Middlebury residents will vote on whether to enact legislation that would ban plastic bags within the community on March 5. A Town Hall meeting will take place the night before the vote, giving residents, business owners and members of the Selectboard a chance to discuss the proposed ban and its possible implications before making their decision.
Middlebury resident Amy McAninch and Middlebury College student Amelia Miller ’20 are spearheading the movement to ban plastic bags. Prompted by the news of other towns that have approved plastic bag bans, McAninch said she “felt really strongly that we could do this.” Since then, they have held several meetings throughout town to hear concerns, questions and suggestions about the bag ban.
On Feb. 12, two of these meetings were held at the Residence at Otter Creek, an Independent and Assisted Living Facility in Middlebury and the Ilsley Public Library. The meetings have been happening in town for months now, and McAninch and Miller’s hard work has paid off: the signatures on their petition were verified by the Town Clerk in January, which means the proposal can be voted upon in the Town Meeting. Should the motion go through, the Selectboard will then manage the exact wording and logistics of the program.
The benefits of a ban are clear from a sustainability viewpoint. The Mass Green Plastic Bag Cost Calculator shows that the town of Middlebury, with a population of 8,500, uses about 4,513,500 bags every year. These bags cost retailers $180,540 each year — a figure that doesn’t include the environmental impacts of the plastic production.
As it is now, consumers can choose to use reusable bags or recycled plastic or paper bags. However, those involved in the movement to ban plastic bags are not confident that shoppers will consistently opt for alternatives, continuing generally to use the bags supplied by retailers. The thin composition of these bags poses a problem. They can break, blow into the water, or turn into microplastic particles, thereby contaminating water sources or threatening wildlife.
The Mother Up!: Families Rise Up for Climate Change group, a project of 350Vermont, met in late January to discuss potentially banning plastic bags in Middlebury. The group, run by Ashley Laux of the college’s Center for Community Engagement, meets once a month to take action against climate change. The structure of the group mirrors similar groups throughout other Vermont communities, designed to provide a forum for families to be proactive in climate change action while also balancing their familial responsibilities. Past issues included eco-Sabbath days, where consumers change their patterns of behavior to “try to live lighter on the earth”, explained Laux. She feels that the group has helped her learn more about causes she might not have otherwise engaged with as well as making her a more conscientious consumer and environmental activist.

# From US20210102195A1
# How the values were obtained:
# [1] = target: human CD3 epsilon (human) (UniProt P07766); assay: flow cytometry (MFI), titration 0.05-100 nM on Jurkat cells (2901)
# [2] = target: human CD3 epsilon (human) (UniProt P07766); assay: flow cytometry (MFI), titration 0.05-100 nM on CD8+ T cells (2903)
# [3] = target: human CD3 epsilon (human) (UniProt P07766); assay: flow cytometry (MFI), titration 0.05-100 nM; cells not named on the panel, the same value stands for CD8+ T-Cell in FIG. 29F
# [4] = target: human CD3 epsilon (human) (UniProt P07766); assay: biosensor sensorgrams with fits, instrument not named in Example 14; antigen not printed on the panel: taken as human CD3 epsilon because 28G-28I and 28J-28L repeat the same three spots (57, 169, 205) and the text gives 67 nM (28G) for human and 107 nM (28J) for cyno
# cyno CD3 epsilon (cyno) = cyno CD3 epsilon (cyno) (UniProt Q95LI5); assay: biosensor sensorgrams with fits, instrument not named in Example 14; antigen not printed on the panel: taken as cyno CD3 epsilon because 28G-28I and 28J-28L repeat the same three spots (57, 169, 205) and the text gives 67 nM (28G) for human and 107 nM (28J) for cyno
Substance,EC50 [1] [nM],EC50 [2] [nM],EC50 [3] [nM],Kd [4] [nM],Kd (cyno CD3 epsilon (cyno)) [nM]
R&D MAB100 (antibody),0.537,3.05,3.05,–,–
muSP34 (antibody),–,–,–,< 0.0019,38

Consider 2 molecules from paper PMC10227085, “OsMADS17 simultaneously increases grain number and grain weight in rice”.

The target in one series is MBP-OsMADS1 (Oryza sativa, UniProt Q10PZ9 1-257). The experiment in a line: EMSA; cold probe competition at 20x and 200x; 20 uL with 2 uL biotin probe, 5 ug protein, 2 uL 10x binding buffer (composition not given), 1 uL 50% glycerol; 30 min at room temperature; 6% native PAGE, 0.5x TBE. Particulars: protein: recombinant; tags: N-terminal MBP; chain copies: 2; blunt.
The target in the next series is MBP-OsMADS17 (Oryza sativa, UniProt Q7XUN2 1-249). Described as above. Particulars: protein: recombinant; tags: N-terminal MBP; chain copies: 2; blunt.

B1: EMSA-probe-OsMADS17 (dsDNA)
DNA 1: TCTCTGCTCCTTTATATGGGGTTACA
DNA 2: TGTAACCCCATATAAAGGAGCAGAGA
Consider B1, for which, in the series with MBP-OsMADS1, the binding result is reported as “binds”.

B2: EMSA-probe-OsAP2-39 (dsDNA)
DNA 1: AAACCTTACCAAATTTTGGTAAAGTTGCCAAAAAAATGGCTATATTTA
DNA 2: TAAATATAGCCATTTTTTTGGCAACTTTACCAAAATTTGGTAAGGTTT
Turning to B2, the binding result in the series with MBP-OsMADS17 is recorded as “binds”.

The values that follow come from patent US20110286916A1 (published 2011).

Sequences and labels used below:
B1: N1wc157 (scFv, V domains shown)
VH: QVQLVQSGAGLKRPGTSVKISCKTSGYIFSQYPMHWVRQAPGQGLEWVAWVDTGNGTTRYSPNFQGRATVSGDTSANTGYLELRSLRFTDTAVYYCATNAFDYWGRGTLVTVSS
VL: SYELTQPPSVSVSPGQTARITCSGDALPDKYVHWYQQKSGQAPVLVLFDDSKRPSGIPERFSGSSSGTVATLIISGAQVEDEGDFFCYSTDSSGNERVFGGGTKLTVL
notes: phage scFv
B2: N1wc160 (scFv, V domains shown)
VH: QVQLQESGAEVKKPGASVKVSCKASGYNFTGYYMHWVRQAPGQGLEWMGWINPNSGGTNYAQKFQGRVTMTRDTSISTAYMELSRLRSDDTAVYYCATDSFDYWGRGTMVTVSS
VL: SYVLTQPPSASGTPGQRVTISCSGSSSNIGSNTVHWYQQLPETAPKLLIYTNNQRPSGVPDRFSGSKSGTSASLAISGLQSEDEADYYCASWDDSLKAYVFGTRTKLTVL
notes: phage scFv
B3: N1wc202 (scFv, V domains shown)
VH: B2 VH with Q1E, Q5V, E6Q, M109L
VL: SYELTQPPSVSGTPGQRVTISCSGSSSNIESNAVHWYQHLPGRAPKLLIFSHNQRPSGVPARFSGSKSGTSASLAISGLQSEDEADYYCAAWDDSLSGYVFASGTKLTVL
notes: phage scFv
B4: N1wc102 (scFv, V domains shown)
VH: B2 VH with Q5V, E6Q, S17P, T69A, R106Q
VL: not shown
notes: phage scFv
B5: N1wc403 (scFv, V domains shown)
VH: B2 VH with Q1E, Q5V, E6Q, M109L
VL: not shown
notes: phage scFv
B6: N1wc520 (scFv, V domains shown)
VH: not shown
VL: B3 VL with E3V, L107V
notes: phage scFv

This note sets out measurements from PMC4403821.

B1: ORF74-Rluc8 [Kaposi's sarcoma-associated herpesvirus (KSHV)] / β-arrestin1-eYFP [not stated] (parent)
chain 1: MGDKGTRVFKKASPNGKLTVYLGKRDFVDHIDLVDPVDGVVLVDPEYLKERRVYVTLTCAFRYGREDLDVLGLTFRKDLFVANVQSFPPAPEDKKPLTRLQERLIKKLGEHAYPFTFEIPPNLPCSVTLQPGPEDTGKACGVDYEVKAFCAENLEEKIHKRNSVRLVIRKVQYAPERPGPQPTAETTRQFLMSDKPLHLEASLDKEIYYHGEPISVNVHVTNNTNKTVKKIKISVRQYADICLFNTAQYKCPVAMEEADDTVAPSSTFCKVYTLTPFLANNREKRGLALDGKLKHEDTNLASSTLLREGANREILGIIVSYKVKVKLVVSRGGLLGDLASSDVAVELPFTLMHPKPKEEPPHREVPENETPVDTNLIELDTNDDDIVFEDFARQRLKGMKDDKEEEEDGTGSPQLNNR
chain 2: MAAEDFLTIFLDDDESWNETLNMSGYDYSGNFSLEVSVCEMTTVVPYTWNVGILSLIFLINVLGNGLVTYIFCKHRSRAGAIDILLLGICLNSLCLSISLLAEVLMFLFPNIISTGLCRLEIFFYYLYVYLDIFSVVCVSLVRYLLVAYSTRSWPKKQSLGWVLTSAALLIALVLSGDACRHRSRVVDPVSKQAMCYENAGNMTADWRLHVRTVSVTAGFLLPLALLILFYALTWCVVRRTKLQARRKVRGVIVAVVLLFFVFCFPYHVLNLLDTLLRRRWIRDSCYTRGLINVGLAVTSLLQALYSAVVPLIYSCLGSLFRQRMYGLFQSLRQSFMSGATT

The group meets once a month in the Town Recreation Center, where dinner and childcare are provided by 350Vermont. According to their Facebook page, Mother Up!: Families Rise Up for Climate Action represents “a network of parents across Vermont who are coming together to take organized, empowered action to protect the health and safety of our collective future.”
The participants in the Middlebury chapter of the project engage in local action, as highlighted in January’s meeting where community members brainstormed the best ways to campaign on behalf of the ban. From letters to the Front Porch Forum and the Addison County Independent to speaking at the Town Hall Meeting next month, parents are prepared to play an active role in the environmental movement in town. They also discussed the possibility of donating reusable bags in order to reduce the worry that getting rid of plastic bags would force people to buy new bags that might be unaffordable for some.
The engagement displayed by the Mother Up!: Families Rise Up for Climate Change is reflected in the community as a whole. McAninch noted that there has been very little pushback from community members at any of the meetings so far. In fact, she noted that the next step would be to tackle plastic straw usage in town.
Laura Asermily, a member of the Middlebury Selectboard, attended the meeting as well, appearing optimistic about the success of the proposed ban. She explained that last year, 70 percent of surveyed Middlebury residents supported a ban of this nature. However, it could take about a year from the time the town votes on the possible ban to its actual implementation. The Selectboard would need to finalize logistics of getting rid of plastic bags, from grandfathering them out to providing a cheap and sustainable alternative. Those details could take a while, explained Asermily, but they would also create great change for the community.
In the meantime, Mother Up!: Families Rise Up for Climate Action has turned their efforts towards the capital. In February, the group is planning to have their children make Valentines for the Earth to deliver to the state legislature in Montpelier on their Annual Lobby Day in an effort to encourage more eco-friendly laws. Hopefully, their civic-minded dedication will provide dividends as residents cast their ballots on Feb. 5.
Middlebury students can support the ban by not using plastic bags and, whenever possible, patronizing stores who support the bag ban and are committed to building an environmentally sustainable town. Registered Middlebury voters can add their names to the petition by emailing [email protected]